So you think you are dealing with a staged accident; now what?

November 3, 2015 at 9:03 am Leave a comment

staged accidentStaged accidents come in all shapes and sizes; the “drive-down”, the “sideswipe” and the “swoop & squat” being a few examples. They key to successfully uncovering these, and other types of scams is a prompt and thorough investigation.

As adjusters, our primary duty is that of a fiduciary for our insured. We owe them the obligation to protect and defend, which includes identifying potential fraud. We have a general duty to pay what is owed.   Not what the attorney demands, but what is reasonably owed for the claim that is being presented.

There are three main components that determine this amount.   Liability, specials and general damages. We must determine who is at fault and to what degree.   We must review the medical specials and other economic damages to determine what was reasonably related to the claim being presented. We must also make a consideration for generals, or pain and suffering.

As we have discussed in prior articles, there are a number of tools to assist adjusters on this front, ranging from Mitchell ClaimIQ for liability and generals to DecisionPoint for both pricing and identification of deceptive billing practices.

But there are times when a case lands on a claim professional’s desk and they just scratch there head. Something just seems amiss.   Generally speaking, if something doesn’t seem right, it probably isn’t.   The key to resolving such types of claims is to dig for answers. After all, that is what adjusters do.

The first step is to speak with all parties to the accident. This includes the insured, the claimant, the guest passengers and witnesses.   Look for inconsistencies in their statements.   When meeting claimants in person, look for evidence of a “script”.   This is a document that a “capper” will provide when orchestrating the loss. Often notes written on a piece of paper, it will tell the claim parties what they are to say to the insurance company.   Typically, when a script is taken away, the claim parties will not be able to answer even the most rudimentary questions about a claim, such as the location or the description of the vehicles involved.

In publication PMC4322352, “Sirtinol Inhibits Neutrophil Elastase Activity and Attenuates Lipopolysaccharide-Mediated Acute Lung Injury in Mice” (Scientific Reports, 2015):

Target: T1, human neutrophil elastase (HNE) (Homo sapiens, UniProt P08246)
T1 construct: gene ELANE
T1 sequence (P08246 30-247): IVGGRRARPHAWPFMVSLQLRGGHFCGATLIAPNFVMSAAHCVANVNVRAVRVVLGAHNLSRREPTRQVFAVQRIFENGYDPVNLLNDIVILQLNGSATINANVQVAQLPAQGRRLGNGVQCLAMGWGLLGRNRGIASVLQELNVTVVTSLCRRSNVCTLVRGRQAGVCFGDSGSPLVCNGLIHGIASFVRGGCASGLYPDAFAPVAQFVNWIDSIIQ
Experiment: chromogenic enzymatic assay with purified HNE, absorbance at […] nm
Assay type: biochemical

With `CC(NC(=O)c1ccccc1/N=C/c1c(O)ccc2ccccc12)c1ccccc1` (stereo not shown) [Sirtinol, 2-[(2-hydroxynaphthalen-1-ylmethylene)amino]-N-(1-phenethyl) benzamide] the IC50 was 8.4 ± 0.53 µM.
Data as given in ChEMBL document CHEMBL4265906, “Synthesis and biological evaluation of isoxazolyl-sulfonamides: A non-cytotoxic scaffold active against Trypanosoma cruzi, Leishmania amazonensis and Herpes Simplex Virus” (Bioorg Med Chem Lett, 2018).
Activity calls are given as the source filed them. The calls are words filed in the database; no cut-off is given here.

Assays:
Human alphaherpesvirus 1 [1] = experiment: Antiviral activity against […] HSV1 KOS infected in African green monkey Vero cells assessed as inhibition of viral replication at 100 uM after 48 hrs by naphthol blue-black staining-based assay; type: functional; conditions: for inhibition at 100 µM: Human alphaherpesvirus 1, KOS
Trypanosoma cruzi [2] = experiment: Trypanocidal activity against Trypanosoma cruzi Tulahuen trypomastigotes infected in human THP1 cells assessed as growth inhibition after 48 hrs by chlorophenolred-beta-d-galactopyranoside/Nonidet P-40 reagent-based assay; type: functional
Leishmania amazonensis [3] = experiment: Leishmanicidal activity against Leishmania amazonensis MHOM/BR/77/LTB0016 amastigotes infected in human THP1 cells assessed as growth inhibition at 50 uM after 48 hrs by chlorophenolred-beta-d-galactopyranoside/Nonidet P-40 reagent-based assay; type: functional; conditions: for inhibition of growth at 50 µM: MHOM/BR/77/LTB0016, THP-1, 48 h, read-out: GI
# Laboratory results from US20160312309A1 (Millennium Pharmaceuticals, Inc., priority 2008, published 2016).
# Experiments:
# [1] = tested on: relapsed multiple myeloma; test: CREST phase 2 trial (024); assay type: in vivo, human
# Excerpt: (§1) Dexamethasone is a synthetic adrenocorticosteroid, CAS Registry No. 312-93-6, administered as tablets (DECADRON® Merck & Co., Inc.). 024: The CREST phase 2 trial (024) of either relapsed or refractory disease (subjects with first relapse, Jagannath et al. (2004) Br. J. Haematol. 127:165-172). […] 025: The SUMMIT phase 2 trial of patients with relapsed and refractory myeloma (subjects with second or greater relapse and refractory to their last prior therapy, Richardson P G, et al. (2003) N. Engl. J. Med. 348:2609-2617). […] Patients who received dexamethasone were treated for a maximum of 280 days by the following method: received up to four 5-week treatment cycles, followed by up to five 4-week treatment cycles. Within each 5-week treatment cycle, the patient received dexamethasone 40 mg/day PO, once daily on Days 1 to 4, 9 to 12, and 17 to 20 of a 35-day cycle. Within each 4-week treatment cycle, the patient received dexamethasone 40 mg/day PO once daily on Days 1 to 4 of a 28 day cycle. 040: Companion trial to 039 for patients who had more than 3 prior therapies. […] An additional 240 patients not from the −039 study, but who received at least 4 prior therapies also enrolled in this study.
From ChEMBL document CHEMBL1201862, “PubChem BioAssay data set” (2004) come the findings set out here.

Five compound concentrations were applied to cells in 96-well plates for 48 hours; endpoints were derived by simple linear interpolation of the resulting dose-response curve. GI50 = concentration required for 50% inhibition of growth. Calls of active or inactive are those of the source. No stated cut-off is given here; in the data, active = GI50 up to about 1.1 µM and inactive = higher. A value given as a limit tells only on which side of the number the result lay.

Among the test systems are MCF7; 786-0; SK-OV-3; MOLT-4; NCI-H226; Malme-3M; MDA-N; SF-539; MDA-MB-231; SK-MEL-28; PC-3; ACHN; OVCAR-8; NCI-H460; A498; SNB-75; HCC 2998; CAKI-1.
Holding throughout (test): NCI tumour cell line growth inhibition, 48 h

Under most insurance policies, the insured has an obligation to submit to an Examination Under Oath.   It is tougher to get claimants who are attorney represented to submit to statements, although they would be compelled during the discovery process in the event of litigation.

Talking to each of the claimants is critical to making a final determination about the veracity of suspected staged accidents.   They should be asked not only about the location and the description of the vehicles, but about their medical treatment. I always found it helpful to ask them to describe the clinic, the doctor and to provide directions to the medical facility from their home or office.   These are very basic questions that a person legitimately involved in a car crash is able to answer without hesitation.

We must also look at, and document, the damages.   In some staged accidents, the vehicles are actually rammed together.   The capper will pick a location, such as a vacant parking lot, and the insured and claimant will ram the cars together to create the appearance of a legitimate accident.   In such cases the damage will match, but will be rather insignificant so as to not actually inflict injuries.   In other cars, two previously damaged cars will make the claim. In these situations, the damage often does not match.   Look for telltale clues such as inconsistent paint transfers.   A red car hitting a white car will not leave a blue paint transfer. Also look for evidence of old damage, such as rust.  Take measurements and document them with clear pictures of the damage.  Of course, when these suspicions are confirmed, it is best to refer to SIU or defense counsel for assistance with proper resolution of the claim.